Zeuler R. Lima wins prestigious Bruno Zevi Prize for architecture writing

Zeuler R. Lima, Ph.D., assistant professor of architecture in the Sam Fox School of Design & Visual Arts, has won the 2007 Bruno Zevi Prize from the Bruno Zevi Foundation in Rome.

Lima received the award for his extended essay “Towards Simple Architecture,” about the Italian-Brazilian architect Lina Bo Bardi (Rome,1914-São Paulo,1992). The essay, which explores Bo Bardi’s contributions to the theory and practice of design, is supported by original archival material — notably a series of letters, written between 1945 and 1974, that chronicle a heated intellectual debate between Bo Bardi and Bruno Zevi.

Zeuler Lima
Zeuler Lima

“Lina Bo Bardi occupied a position of cultural importance in Latin America that is analogous to the one occupied by Frida Kahlo,” Lima explains. “She produced an original and critical body of work regarding architecture, design and criticism in the second postwar period. She was without doubt one of the great architects of the 20th century, and yet her work is very little known outside of Brazil and literature about her biography, writings and design is scarce.”

Lima is currently preparing a book about Bo Bardi’s life and work. In particular, the volume will focus on her relationship to modernism relating the architect’s early experiences in Italy and her experiences after emigrating to Brazil in 1946.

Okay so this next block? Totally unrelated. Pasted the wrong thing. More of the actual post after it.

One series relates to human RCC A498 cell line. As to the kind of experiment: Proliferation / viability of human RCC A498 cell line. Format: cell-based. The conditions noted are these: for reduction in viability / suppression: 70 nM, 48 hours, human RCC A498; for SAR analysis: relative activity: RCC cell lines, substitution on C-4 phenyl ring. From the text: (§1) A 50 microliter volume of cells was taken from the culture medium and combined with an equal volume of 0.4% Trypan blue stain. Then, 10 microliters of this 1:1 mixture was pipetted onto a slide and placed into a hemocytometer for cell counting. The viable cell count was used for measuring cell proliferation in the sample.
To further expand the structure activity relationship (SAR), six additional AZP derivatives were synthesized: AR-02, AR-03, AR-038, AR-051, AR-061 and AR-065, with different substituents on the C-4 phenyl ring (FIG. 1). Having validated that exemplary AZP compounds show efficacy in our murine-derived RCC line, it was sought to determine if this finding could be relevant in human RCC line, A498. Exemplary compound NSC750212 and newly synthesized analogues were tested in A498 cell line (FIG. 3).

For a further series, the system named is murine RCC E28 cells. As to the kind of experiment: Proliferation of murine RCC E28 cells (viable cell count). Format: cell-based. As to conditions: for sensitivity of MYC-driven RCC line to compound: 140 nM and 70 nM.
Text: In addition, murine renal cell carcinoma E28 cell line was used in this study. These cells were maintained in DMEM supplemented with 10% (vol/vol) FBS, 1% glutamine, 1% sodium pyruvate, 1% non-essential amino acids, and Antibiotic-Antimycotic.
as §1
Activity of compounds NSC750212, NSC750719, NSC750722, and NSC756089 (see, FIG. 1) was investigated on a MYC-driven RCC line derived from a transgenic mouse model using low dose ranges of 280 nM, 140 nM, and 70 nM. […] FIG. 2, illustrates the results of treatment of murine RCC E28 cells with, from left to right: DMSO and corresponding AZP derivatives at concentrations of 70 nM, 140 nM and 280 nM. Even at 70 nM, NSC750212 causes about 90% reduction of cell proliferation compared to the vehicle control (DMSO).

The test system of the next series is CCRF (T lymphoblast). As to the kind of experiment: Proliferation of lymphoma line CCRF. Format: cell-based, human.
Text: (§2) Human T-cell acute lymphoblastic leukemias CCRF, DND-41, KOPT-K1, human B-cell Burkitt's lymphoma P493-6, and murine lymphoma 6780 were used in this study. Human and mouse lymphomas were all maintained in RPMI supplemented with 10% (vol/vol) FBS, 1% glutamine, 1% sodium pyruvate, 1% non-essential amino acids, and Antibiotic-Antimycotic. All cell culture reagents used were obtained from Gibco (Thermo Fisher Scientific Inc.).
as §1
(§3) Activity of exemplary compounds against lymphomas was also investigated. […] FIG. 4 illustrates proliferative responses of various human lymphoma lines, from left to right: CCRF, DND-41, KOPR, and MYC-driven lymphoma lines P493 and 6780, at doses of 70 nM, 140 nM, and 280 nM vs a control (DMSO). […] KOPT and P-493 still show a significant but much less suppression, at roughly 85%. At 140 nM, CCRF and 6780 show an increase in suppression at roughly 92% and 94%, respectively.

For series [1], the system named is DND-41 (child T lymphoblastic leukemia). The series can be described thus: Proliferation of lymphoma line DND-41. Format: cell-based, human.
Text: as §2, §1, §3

The Bruno Zevi Prize is awarded annually for a historical-critical essay offering an original analysis of an architectural work or theme or an architect of the past or present. The competition is open to holders of research doctorates with recognized experience in architectural history, theory and criticism. Lima’s winning entry will be published in the Quaderni of the Bruno Zevi Foundation. He will also spend 30 days in residency at the foundation while conducting additional research about Bo Bardi.

Zevi (1918-2000) was one of the most prominent historians and critics of 20th-century modern architecture and urbanism. Born in Italy, he came to the United States during the Second World War and studied at Harvard University, then under the directorship of Walter Gropius. While in the United States, Zevi also discovered the work of Frank Lloyd Wright, which helped shape his conception of Italian Social and Organic Architecture. A longtime professor at the University of Rome, he served as editor of the journal L’Architettura for more than four decades.

The jury for the Bruno Zevi Prize consisted of five renowned architects and architectural historians: Jean-Louis Cohen of the Ecole des Hautes Etudes in Paris and New York University; Berlin architect and author Zvi Hecker; Alessandra Muntoni, director of Metamorfosi Magazine; Antonino Saggio of the Università di Roma La Sapienza; and Dennis Sharp, chair of the International Committee of Architectural Critics in London.

Runners-up for the prize were Eeva Lisa Pelkonen of Yale University, Daniela Salvi of the University of Rome and Joseph Cory of the Israel Institute of Technology.